South Sudan

Livestock and Fisheries Development Project: Implementation completion and results report

Evaluation and Lessons Learned
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  1. Project Context, Development Objectives and Design

1.1 Context at Appraisal

The long civil war between the Government of Sudan and the Sudan People’s Liberation Army (SPLA) ended in January 2005 with the signing of the Comprehensive Peace Agreement (CPA) by the two parties. This marked a new era for Southern Sudan, and paved the way for the return to normalcy and the homecoming of millions of internally displaced people and refugees. Following the signing of the CPA, the Government of Southern Sudan (GoSS) was established, and took full responsibility for the overall development of the region.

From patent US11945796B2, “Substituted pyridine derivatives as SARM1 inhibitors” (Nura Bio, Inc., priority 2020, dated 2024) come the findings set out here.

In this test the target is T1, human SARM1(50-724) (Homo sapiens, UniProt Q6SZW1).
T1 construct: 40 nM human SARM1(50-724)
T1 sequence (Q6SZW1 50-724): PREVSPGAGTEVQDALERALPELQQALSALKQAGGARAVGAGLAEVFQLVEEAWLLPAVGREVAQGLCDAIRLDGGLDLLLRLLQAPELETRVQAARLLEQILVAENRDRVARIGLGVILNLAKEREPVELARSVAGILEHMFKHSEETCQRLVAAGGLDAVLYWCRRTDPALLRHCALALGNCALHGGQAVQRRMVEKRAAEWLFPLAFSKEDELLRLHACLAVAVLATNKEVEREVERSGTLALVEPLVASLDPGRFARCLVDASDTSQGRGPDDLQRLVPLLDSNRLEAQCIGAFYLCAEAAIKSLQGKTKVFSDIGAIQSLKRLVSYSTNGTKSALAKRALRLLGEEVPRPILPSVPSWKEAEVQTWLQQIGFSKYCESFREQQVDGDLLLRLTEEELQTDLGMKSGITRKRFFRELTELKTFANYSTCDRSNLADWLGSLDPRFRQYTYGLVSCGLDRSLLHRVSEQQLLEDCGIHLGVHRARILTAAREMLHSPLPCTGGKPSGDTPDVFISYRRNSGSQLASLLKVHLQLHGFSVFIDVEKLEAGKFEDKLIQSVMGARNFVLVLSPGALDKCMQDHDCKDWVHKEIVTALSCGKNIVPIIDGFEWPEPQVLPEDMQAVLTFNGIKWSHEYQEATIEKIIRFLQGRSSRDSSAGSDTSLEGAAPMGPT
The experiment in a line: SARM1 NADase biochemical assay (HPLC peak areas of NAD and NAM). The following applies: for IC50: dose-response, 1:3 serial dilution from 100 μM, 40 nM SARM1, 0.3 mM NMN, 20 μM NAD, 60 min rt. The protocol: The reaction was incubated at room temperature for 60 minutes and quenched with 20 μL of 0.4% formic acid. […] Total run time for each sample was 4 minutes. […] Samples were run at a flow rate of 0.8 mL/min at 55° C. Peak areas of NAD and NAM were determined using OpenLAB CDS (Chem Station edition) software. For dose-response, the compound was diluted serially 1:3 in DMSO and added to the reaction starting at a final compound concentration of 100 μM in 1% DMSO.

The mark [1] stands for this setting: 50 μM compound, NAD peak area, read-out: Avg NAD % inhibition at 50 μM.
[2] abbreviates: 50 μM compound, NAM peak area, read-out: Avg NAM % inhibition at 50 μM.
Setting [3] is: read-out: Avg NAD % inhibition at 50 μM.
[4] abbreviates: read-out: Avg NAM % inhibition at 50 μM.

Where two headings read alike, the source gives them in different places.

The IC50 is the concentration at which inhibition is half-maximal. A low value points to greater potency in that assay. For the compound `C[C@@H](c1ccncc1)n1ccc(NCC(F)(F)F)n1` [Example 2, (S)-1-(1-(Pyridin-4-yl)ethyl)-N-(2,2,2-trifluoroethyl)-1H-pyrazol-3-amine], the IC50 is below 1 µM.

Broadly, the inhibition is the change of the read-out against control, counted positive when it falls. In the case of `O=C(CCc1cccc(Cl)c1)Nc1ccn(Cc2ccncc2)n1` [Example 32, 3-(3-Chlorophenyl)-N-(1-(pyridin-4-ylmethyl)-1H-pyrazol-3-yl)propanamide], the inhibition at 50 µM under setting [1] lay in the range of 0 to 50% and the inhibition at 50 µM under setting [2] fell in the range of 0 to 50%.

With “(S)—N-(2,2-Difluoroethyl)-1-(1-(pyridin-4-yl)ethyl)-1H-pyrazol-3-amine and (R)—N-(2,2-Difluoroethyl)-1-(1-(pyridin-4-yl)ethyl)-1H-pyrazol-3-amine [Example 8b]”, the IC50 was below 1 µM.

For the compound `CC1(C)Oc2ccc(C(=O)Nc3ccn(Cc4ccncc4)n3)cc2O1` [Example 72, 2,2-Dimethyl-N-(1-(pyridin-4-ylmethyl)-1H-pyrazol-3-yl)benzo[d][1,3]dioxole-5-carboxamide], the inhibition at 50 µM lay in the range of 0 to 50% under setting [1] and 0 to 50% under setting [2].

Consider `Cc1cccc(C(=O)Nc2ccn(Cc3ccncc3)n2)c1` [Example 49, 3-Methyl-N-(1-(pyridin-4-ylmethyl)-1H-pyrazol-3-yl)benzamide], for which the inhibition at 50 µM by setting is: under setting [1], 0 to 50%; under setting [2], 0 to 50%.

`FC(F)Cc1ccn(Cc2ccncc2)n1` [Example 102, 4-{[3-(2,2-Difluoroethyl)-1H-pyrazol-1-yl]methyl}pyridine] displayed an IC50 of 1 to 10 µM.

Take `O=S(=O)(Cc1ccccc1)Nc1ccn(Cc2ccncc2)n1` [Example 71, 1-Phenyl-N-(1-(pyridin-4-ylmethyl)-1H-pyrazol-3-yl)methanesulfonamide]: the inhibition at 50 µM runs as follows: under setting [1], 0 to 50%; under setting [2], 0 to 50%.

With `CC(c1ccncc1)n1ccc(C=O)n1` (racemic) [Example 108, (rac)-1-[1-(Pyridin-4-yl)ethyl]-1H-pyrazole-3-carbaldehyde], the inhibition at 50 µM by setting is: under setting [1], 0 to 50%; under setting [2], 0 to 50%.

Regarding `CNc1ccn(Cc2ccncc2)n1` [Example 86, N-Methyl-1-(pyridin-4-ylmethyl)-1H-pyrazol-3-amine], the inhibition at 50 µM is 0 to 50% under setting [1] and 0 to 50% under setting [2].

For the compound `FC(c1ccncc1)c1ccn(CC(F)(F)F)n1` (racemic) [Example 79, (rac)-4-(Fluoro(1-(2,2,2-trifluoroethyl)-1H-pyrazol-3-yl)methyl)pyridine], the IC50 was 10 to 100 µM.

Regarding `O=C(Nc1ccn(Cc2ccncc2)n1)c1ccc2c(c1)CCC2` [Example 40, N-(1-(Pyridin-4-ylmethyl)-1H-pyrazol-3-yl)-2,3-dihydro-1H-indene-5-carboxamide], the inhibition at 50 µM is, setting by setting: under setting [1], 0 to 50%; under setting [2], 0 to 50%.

The challenges to GoSS were formidable, given the enormous problems left by the civil war. In particular, the humanitarian situation was severe as a result of large-scale displacement of the population, high incidence of poverty, food insecurity and malnutrition. Of the estimated population of 8.2 million, about four million were internally displaced and two million had fled their country and become refugees. The civil conflict had disrupted the already limited social and administrative infrastructure in the country; consequently the standard of education and health services had deteriorated markedly. Agricultural services in the rural areas were inadequate, although this sector, including livestock and fisheries, is the mainstay of the economy and source of livelihood to more than 85% of the population. The cumulative effect of the lengthy war was a general impoverishment of the population at large due to loss of assets, disruption of traditional production systems, underutilization of land resources, and constrained economic activities and market development.